If your cancer specialist or family doctor is not able to help you, they should be able and willing to refer you for help. There are many different programs and specialists that can help you find the answers you need.

Sexual rehabilitation programs in cancer centers

A center that specializes in treating cancer may have experts on its staff that can assess and treat sexual problems. But these specialists may see only the patients who are being treated at their hospital. If you’re being treated at a cancer center, check to see what programs are offered.

Sexual medicine clinics

In recent years, medical schools and even private practice groups have begun treating sexual problems and/or promote sexual health. Such clinics provide psychological and medical exams through many different types of health care providers. Some clinics require both sexual partners to take part, but you may be seen alone if you’re not in a committed relationship.

Sex therapists and counselors

Sex therapy is a brief type of psychotherapy or counseling (about 10 or 20 sessions) focused on solving a sexual problem. Sex therapists believe that sexual skills are learned and that bad habits can be corrected by learning different sexual techniques. In between meetings with the therapist, a couple (or sometimes just one partner) is given homework assignments. The homework includes exercises to help you communicate and enjoy touching more. They can also help reduce anxiety that often interferes with good sex.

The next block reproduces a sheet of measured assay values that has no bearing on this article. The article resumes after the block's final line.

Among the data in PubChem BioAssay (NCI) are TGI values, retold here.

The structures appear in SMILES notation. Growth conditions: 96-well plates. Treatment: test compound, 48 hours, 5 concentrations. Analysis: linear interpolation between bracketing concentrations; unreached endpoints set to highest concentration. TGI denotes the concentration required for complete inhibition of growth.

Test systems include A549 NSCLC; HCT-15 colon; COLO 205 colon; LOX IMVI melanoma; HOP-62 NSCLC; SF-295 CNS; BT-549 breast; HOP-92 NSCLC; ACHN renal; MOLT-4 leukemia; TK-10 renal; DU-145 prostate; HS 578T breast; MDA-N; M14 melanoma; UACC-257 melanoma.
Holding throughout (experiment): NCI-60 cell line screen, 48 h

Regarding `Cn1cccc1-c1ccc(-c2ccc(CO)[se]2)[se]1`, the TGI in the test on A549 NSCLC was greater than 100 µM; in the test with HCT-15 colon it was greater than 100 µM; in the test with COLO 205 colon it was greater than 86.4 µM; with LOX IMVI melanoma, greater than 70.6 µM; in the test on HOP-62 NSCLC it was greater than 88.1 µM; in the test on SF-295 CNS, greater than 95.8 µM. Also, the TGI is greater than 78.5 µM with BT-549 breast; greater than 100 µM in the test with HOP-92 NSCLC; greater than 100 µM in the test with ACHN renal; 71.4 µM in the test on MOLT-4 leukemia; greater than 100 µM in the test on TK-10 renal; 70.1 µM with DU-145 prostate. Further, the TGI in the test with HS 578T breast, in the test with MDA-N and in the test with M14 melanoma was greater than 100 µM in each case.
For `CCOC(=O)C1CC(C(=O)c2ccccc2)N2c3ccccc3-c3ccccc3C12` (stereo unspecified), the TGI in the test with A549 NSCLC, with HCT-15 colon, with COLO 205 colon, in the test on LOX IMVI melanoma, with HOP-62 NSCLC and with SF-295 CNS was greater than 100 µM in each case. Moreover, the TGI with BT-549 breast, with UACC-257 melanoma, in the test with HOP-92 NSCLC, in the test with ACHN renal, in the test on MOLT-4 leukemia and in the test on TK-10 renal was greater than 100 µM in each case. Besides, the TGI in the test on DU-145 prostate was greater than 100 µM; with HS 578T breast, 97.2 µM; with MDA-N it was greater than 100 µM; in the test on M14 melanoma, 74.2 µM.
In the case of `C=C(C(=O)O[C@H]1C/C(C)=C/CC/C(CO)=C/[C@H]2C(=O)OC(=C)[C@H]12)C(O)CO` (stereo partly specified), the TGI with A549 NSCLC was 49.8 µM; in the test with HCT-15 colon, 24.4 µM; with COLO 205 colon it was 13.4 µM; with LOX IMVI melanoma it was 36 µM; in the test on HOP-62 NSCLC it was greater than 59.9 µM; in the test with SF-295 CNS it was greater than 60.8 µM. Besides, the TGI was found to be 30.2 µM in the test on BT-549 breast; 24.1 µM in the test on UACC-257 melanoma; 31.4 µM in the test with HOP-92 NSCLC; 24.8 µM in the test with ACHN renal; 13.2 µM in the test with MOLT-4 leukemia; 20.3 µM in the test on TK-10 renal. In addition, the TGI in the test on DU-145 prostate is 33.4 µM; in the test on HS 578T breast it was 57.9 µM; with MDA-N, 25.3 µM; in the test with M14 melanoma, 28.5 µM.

Sex therapists may practice in a clinic or alone. Most states have no laws regulating the title “sex therapist,” so people with no formal training can call themselves sex therapists. But a sex therapist should be a mental health professional (a psychiatrist, psychologist, social worker, or psychiatric clinical nurse specialist or nurse practitioner) with special training in treating sexual problems with sex therapy. Some counselors may provide sexual counseling if a licensed professional supervises them.

It’s not always easy to find a well-trained sex therapist. It’s even harder if you live far from a city.

Professional societies can often give you information about their members in your area who have special training in sex therapy. These are good places to start:

  • American Association of Sex Educators, Counselors, and Therapists (AASECT)
    www.aasect.org

You can also get a listing of professionals in your area by contacting your state’s psychological association or a state association for licensed marriage and family therapists.

Other kinds of counseling

Sex therapy is not the only kind of counseling that can help a person with cancer. Psychotherapy can help you feel better about the changes in your body, help you and your partner communicate more clearly, and give you skills to better cope with the cancer and cancer treatment.